Paige Gasper ()
A California college student injured in the Oct. 1 mass shootings in Las Vegas has sued the owner of the Mandalay Bay Resort and Casino Las Vegas, concert promoter Live Nation Entertainment, the Texas manufacturer of a device allowing a gun to fire rapidly, and the estate of shooter Stephen Paddock.
Paige Gasper, 21, is one of 529 individuals reportedly injured in the mass shooting at the Route 91 Harvest Festival that killed 59 people when Paddock allegedly fired from his hotel room to the outdoor concert venue.
Gasper is represented by lawyers from Abraham Watkins Nichols Sorrels Agosto Aziz in Houston, Hunt & Tuegel in Waco and The Pinkerton Law Firm in Houston, and Bighorn Law in Las Vegas. Plaintiffs attorney Mo Aziz, a partner at Abraham Watkins, said he believes Gasper’s suit is the first stemming from the shooting to be filed against MGM Resorts. The complaint was filed Tuesday in district court in Clark County, Nevada.
According to Gasper v. MGM Resorts International, Gasper was attending the music festival at the Las Vegas Village when she was struck by a bullet believed to be from a weapon fired by Paddock, who was at that time spraying the crowd with bullets from his 32nd floor room in the Mandalay Bay. She alleges friends tried to help her escape, but she was trampled by the crowd before a “good samaritan” helped her take cover behind a metal trash dumpster, and another put her in a truck that was driven by a third individual to a hospital.
Gasper alleges she was the only survivor among the passengers in that truck. She alleges the bullet entered under her right underarm, went through right breast tissue, shattered ribs and lacerated her liver before exiting out her right side.
Aziz said he got involved in the case at the request of Michelle Simpson Tuegal, a partner at Hunt & Tuegel who is a friend of the Gasper family. He said he asked Chad Pinkerton of The Pinkerton Law Firm to get involved because they have worked together on similar litigation, such as a suit filed on behalf of victims of the deadly fertilizer plant explosion in 2013 in West, Texas. Bighorn Law is local counsel, Aziz said.
Gasper brings a negligence cause of action against MGM Resorts International, the owner or manager of the Mandalay Bay and subsidiary Mandalay Corp., and unknown John Doe employees or agents who contributed to circumstances that enabled Paddock to “commit a mass shooting unencumbered.”
In addition to seeking damages to cover her significant medical bills now and in the future, Aziz said Gasper and her family filed the suit to help spur some changes in security at music festivals.
“They are just concerned about concert security in this day and age when we have so many risks,” he said.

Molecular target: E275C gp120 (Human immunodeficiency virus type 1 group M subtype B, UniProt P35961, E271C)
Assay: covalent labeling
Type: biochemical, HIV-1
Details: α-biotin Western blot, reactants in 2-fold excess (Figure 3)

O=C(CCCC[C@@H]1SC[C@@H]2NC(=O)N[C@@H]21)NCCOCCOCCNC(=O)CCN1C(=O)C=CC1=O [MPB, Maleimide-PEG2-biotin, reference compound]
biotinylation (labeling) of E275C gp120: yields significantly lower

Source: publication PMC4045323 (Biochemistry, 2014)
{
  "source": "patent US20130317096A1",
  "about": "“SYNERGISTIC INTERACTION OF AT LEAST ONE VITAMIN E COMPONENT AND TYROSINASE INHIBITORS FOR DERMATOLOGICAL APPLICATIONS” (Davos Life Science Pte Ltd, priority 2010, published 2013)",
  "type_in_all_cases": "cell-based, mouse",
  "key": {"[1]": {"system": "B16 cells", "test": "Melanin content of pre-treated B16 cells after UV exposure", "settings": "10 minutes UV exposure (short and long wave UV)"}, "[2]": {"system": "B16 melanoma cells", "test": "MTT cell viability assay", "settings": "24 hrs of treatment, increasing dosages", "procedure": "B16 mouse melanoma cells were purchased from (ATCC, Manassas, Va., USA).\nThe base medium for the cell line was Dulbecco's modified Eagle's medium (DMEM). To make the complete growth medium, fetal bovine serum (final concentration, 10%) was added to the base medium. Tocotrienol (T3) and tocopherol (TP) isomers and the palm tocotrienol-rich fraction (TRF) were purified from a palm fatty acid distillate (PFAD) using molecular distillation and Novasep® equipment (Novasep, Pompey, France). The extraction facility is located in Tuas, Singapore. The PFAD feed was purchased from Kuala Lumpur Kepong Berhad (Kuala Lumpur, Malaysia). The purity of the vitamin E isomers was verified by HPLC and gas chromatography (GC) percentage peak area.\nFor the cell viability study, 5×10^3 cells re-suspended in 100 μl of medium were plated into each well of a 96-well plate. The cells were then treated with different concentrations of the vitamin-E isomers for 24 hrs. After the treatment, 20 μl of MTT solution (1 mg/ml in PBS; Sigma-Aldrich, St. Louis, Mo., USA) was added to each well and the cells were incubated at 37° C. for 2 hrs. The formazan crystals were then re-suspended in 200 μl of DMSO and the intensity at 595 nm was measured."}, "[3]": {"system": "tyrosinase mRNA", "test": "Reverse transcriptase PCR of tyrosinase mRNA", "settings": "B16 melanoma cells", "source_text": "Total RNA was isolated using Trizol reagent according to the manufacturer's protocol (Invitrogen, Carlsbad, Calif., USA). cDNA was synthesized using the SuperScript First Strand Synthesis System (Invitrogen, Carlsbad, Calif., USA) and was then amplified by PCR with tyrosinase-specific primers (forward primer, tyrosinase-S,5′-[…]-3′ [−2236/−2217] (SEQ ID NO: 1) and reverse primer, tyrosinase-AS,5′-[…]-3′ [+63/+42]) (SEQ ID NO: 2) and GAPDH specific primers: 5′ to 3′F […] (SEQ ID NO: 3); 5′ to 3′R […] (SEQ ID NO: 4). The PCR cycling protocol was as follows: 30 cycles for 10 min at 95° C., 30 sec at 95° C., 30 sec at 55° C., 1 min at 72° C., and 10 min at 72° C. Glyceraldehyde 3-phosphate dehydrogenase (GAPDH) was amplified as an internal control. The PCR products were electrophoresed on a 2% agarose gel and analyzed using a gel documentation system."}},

Gasper seeks a minimum of $15,000 in actual and punitive damages.
In the complaint, Gasper claims the defendants breached their duty by failing to properly surveil people coming and going at the hotel, and among other things, by failing to respond in a timely fashion to Paddock’s shooting of Mandalay Bay security officer Jesus Campos, who was shot six minutes before Paddock started the mass shooting. The complaint also alleges the defendants breached their duty by failing to take notice of guns and ammo delivered to Paddock’s room, failing to take action against the surveillance Paddock set up outside his room, and failing to prevent or timely discover that Paddock had opened windows in his hotel room.
Gasper also brings a second negligence cause of action against MGM, Live Nation and unidentified employees or agents, alleging they breached their duty of care in connection with operation of the Route 91 Harvest Festival for such actions as failing to provide adequate exits in case of emergency and failing to train and supervise employees in a plan of action in case of an emergency.
Gasper also brings battery and intentional infliction of emotion distress causes of action against Paddock’s estate. She also brings other causes of action against Slide Fire Solutions, a Texas-based manufacturer of bump stock devices that allow guns to fire rapidly, as well as against other unidentified manufacturers and retailers of similar devices. These charges include negligence and gross negligence, strict products liability-design defect, strict products liability-manufacturing defect and strict liability manufacturing defect/failure to warn.
“Prior to the mass shooting, Paddock brought in excess of a dozen rifles, twelve bump stock devices, and hundreds of rounds of ammunition to his hotel room. Paddock’s rifles were equipped with bump stock devices which enabled him to fire bullets rapidly, mimicking automatic fire,” Gasper alleges in the complaint.
Debra DeShong, spokeswoman for MGM Resorts, said in a statement that the “tragic incident” on Oct. 1 was a “meticuously planned, evil, senseless act” and out of respect for the victims, “we are not going to try this case in the public domain and we will give our response through the appropriate legal channels.”
In a statement, Live Nation wrote that it cannot comment specifically on pending litigation. “We continue to be devastated by the tragedy at the Route 91 Festival, heartbroken for the victims, their families and the countless people forever impacted by this senseless act of violence and are cooperating fully with the active FBI investigation,” the company said.
Slide Fire Solutions did not respond to requests for comment.